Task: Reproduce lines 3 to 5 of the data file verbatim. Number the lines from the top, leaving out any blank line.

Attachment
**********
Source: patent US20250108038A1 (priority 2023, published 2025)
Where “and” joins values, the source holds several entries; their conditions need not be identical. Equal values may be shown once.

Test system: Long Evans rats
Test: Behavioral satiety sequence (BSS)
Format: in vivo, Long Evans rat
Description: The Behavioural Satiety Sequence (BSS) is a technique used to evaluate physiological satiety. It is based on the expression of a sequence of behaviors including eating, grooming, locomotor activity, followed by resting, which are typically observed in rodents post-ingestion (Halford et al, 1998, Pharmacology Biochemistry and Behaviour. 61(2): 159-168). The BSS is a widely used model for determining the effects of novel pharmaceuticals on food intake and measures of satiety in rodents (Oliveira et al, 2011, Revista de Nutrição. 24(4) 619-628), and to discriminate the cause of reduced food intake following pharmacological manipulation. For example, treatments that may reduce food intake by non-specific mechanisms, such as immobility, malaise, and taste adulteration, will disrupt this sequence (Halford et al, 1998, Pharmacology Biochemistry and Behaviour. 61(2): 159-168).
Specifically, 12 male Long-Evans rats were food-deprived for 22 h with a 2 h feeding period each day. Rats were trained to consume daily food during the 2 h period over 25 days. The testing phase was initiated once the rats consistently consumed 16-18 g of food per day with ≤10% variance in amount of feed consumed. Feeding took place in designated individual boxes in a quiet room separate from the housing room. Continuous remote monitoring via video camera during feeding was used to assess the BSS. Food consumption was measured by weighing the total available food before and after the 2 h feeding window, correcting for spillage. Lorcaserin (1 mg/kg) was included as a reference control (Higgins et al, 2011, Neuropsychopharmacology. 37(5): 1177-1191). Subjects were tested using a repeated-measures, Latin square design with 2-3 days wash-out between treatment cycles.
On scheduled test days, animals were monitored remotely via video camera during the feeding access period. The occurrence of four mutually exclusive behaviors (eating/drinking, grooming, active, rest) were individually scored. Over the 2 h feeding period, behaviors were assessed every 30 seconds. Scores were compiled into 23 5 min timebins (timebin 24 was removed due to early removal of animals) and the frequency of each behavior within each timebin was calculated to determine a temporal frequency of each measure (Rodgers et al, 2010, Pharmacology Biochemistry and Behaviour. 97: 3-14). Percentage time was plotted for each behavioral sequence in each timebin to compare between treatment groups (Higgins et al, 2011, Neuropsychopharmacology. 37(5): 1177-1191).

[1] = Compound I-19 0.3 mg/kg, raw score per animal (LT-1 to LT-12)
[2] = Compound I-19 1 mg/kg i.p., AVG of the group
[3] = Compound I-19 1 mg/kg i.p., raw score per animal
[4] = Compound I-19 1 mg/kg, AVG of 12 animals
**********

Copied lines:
Test system: Long Evans rats
Test: Behavioral satiety sequence (BSS)
Format: in vivo, Long Evans rat